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Respect Dont Pay the Rent. by Tom Hodgkinson

Posted on Sunday, 13th May 2012 @ 01:21 AM by Text Size A | A | A

 

 Back in the 1970s and 1980s, as my mother never tires
of reminding me, journalism was a very well-paid job. My parents
started with nothing and ended up with boys at private school, a Morgan
in the drive, and a Georgian house in Richmond, all thanks to the Sunday
People, the Daily Mail, The Sun and the other papers they toiled for.

Naively, my brother and I followed our parents down the journalistic
route,
but the money’s simply not there any more, and certainly not for the
impecunious freelancer. Non-hacks are often amazed when I reveal the
pittance I earn. Not that I’m complaining, of course: I’ve made my own
bed,
and what’s more I know how lucky I am to have this particular column
on this
wonderful newspaper.

I remember being tempted, when I was starting out as a journalist, to
offer to
write for less than the going rate. But I never managed this because
that
sort of practice was strictly frowned upon at the time – the reason
being
that such undercutting would undermine the whole system. Even though
the
National Union of Journalists (NUJ) had lost much of its power by that

point, remnants of a guild-style approach survived.

The guild was a medieval invention; it was a brotherhood of craftsmen,
and one
of the principles they held dear was the just and fixed price. There
was to
be no undercutting because this would damage the livelihood of your
fellow
linen-dyer or stonemason or apothecary.

No such brotherly feelings remain today. Not only have freelance rates
tumbled
over the past few years – as in other so-called “creative”
industries – but a tribe of bigmouths called “bloggers” has
appeared on my particular patch. That memorable Grub Street toiler Dr
Johnson once said: “No one but a blockhead ever wrote except for
money,”
and he was right: the problem is that the blockheads have taken over.

In the old days, journalism was a craft that had to be studied. There
are some
excellent blogs out there, to be sure. The problem is that any idiot
can
call themselves a blogger and start pouring rubbish into the ether.
There
are no editors to weed out the dross.

The avatars of this “write for free, it might lead to paid work”
system tend to make sure they themselves get paid. One such would be
the
Greek-born, Cambridge-educated Arianna Huffington of The Huffington
Post,
the US news website which recently launched over here. She built a
huge
business by using the work of 8,000 unpaid bloggers who were desperate
to
get their names out there for the “prestige”. In February of this
year, she sold the company to AOL for $315m. Lately The Huffington
Post has
been the target of a virtual strike: America’s Newspaper Guild and
National
Writers Union have called for freelancers to withhold their services.
The
Californian Freelancers Guild produced a poster which read: “Hey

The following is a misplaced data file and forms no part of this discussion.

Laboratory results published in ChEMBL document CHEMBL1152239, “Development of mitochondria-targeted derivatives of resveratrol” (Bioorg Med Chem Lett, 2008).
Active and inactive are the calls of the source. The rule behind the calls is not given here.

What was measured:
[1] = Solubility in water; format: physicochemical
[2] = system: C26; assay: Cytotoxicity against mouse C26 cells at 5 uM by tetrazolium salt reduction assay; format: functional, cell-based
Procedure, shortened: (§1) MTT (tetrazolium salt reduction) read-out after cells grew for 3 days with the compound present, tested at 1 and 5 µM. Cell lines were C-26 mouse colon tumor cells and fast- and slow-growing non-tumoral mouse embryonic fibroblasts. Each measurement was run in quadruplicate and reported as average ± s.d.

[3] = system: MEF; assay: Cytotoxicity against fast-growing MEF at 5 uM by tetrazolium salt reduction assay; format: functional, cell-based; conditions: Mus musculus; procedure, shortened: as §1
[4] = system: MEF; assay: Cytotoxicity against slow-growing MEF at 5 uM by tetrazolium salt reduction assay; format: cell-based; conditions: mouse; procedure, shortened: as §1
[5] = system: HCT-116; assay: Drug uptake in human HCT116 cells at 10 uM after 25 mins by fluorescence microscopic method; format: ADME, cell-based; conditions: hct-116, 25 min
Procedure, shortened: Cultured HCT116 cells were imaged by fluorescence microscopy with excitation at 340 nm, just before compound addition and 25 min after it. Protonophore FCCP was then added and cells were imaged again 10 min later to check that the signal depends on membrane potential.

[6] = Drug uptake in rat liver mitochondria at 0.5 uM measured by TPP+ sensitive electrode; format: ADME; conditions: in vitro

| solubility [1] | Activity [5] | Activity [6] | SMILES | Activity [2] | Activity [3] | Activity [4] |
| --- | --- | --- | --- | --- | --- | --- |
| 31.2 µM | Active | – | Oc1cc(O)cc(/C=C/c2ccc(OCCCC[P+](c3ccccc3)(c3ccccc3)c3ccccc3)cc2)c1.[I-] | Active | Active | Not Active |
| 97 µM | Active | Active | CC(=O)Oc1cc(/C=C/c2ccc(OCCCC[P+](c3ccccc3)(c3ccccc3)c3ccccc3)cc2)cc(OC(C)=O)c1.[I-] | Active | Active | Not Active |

Arianna. You can’t eat prestige. Pay your contributors. Because
freelance
doesn’t mean free.” Or as the punk poet John Cooper Clarke once put
it: “Respect
don’t pay the rent.”

I don’t suppose the anti-Huffington strike will be successful. Freelance

strikes are notoriously tricky. I myself tried to call one last year
to
protest against The Daily Telegraph having slashed its freelance
rates. I
sent a note out to my London Freelance NUJ group saying that I was
taking a
day off work and instead would spend the day in a Fleet Street boozer
and
asking whether anyone would care to join me. My phone rang. It was the
NUJ
telling me that I was not allowed to call a strike and would I call it
off?
I sent out another message, telling people this was now not a strike
but a “strike
meeting”, the wording suggested to me by the NUJ. By this time the
heat
had left the idea and it struck me that not only had the NUJ had its
balls
cut off in the 1980s, but that now it had just committed a further act
of
self-castration by cancelling a strike.

In the end, my freelance strike comprised three people: me, my mum (who
was
going to be in the pub anyway for a book launch) and Ian Bone of Class
War
magazine. Bone loves any sort of strike or demonstration. He is a
brilliant
and witty troublemaker and his latest project is a tabloid newspaper
called
The News of the World. So thanks to Bone for turning up, but I think
it’s
safe to say that my strike had little impact on the evolution of media

business models.

Who knows what will happen in the future. The Huffington Post may look
fluffy
and liberal compared with a Murdoch paper, but at least the Murdoch
papers
pay their freelance hacks. But now that particular edifice is
crumbling. Are
we looking towards a future of bloated new-media executives and
poverty-stricken scribblers? I think, brothers and sisters, that we
urgently
need to seize the means of production, and produce and sell our own
small
magazines and papers.

Tom Hodgkinson’s new book, ‘Brave Old World’, is out now, published
by
Hamish Hamilton, priced £16.99

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